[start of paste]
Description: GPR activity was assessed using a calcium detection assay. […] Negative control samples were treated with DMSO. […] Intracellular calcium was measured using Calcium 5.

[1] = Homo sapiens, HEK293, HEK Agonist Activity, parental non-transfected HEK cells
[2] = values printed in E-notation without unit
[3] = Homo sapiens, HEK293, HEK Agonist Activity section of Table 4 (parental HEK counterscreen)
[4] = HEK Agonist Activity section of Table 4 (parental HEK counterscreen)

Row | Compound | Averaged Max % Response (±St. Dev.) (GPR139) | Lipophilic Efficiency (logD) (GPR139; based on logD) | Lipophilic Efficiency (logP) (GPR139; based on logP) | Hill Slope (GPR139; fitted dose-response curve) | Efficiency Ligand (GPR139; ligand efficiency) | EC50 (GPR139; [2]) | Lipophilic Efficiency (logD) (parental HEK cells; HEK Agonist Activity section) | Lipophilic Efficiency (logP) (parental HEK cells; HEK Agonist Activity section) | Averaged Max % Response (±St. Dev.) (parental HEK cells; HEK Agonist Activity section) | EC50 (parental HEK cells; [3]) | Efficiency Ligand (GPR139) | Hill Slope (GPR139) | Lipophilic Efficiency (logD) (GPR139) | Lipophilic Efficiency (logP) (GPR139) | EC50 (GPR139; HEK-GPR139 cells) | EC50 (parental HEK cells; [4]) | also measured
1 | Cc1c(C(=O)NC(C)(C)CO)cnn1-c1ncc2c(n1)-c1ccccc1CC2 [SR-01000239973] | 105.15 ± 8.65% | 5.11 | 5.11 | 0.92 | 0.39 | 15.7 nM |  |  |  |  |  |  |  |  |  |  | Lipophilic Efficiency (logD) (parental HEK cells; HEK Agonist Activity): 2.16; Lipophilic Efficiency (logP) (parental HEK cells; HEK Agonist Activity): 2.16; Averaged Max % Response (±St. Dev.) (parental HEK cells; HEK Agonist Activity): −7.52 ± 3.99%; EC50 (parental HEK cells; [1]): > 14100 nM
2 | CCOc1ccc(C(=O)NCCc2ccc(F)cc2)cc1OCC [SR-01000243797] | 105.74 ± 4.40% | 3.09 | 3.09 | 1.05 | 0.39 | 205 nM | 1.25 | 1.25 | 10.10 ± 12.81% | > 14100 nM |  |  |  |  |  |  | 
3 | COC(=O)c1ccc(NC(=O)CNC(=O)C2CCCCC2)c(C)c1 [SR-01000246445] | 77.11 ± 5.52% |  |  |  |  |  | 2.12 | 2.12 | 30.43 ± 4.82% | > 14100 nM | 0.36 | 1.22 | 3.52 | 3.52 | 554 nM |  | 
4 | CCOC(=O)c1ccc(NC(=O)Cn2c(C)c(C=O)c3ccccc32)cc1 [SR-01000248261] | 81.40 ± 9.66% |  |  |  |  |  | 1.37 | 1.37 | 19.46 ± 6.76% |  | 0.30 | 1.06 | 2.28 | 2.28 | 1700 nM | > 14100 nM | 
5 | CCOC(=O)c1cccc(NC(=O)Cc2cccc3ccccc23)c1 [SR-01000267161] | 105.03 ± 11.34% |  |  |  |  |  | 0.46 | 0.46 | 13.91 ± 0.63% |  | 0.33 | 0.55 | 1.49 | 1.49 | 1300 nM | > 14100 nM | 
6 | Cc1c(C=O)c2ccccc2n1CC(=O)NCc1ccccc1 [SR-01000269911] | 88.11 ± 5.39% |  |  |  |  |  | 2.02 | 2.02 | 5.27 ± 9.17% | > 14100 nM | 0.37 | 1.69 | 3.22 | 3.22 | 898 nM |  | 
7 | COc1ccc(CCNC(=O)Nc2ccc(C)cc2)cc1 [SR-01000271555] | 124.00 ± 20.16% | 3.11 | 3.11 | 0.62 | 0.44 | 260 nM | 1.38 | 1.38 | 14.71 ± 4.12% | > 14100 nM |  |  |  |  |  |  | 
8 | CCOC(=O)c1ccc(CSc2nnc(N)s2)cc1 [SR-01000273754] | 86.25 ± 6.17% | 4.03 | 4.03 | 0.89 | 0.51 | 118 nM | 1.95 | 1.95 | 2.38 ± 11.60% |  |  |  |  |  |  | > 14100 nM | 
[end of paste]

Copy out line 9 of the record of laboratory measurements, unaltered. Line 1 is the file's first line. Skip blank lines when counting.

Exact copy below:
3 | COC(=O)c1ccc(NC(=O)CNC(=O)C2CCCCC2)c(C)c1 [SR-01000246445] | 77.11 ± 5.52% |  |  |  |  |  | 2.12 | 2.12 | 30.43 ± 4.82% | > 14100 nM | 0.36 | 1.22 | 3.52 | 3.52 | 554 nM |  | 